Koznick dips toes into new event

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Copper Mountain, CO Nov. 20 (AP by Mike Clark)--Ten months after being scared to death, Kristina Koznick is eager to gain more speed in her newest ski discipline, giant slalom.

America's best slalom skier--she's won World Cup races each of the last two seasons--made up her mind to add GS to her repertoire.

She took an encouraging first step in her new discipline on Friday, placing 27th, only 1.59 seconds behind the winner, in a GS at this Colorado resort.

She was introduced to the faster gate discipline during the world championships at Vail in February, and her first thought was that maybe she'd bitten off too much.

``This course is about the same speed as the world championships course in Vail, and I can remember coming down at Vail and being so scared because it was so fast,'' she said with a laugh. ``Now I want to go faster.''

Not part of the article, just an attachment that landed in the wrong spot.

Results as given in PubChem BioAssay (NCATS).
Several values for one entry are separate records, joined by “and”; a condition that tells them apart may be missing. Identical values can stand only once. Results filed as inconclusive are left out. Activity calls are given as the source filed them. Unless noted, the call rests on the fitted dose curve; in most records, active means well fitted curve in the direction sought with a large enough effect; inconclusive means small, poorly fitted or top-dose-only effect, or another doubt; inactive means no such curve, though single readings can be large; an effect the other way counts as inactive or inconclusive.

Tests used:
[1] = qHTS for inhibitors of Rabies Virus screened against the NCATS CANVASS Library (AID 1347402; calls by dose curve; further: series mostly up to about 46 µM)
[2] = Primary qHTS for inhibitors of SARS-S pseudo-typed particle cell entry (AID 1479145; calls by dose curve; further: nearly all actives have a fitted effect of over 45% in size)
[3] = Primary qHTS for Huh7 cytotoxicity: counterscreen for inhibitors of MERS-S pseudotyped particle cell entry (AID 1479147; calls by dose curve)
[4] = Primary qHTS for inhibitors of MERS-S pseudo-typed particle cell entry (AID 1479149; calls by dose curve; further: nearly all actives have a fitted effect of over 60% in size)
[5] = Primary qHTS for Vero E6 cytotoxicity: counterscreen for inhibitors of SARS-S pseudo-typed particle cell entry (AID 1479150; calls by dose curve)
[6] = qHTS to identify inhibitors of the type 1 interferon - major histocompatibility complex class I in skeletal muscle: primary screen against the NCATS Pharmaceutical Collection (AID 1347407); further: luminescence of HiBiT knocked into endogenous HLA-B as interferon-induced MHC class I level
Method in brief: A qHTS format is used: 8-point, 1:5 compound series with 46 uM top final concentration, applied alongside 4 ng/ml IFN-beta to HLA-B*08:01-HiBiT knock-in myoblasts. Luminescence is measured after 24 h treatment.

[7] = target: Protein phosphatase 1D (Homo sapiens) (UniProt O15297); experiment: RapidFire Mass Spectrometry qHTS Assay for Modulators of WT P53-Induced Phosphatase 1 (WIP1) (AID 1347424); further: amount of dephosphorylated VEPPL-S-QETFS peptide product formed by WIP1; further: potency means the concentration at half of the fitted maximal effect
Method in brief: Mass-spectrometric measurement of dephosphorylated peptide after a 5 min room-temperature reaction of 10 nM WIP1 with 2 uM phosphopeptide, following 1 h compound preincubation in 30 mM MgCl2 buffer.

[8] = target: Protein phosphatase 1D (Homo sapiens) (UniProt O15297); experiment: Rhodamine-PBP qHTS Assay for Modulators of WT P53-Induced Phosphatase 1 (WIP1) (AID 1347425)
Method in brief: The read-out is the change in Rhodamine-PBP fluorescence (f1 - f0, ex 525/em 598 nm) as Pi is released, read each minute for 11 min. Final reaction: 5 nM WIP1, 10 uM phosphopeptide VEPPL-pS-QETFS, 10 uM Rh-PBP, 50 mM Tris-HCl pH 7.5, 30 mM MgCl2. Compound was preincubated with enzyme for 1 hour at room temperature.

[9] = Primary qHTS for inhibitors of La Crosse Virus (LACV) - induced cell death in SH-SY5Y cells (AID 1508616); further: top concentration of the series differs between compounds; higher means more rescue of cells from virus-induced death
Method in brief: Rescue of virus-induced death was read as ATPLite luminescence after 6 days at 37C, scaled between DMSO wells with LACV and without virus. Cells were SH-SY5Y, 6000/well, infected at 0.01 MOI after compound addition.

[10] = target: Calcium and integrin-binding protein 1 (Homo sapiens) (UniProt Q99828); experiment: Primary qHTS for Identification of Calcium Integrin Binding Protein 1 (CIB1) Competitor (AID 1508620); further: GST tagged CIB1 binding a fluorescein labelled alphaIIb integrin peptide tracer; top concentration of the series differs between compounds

Koznick's point-scoring finisher in only her second GS might have surprised some people, but not the 23-year-old from Burnsville, Minn. After nine seasons of top-level competition, she has learned what it takes to excel.

``I didn't just go for a finish. I know if I could qualify once, I can qualify again,'' she reasoned. ``That's one thing I've learned going through the whole thing in slalom. It took me three years to figure out how to qualify. With GS, I wasn't just here to qualify. Might as well go as fast as I can.

``With slalom, my learning curve--not necessarily my technical skiing learning curve, but learning how to adjust to World Cup and ski _ was pretty slow. With GS, I'm not going to go through this again. I'm out here to ski fast and if I'm not going to ski fast, I might as well go home. Now I know the difference.''

She also knows to expect a lot from herself, having learned in slalom that she can deliver the goods. Sure enough, scoring points on Friday didn't satisfy her.

``I was totally being me, though, the typical me,'' she said. ``I come down and see that I'm not first and I know I can go faster, and I get mad. I'm kind of hard on myself.''

Copyright © 1999 The Associated Press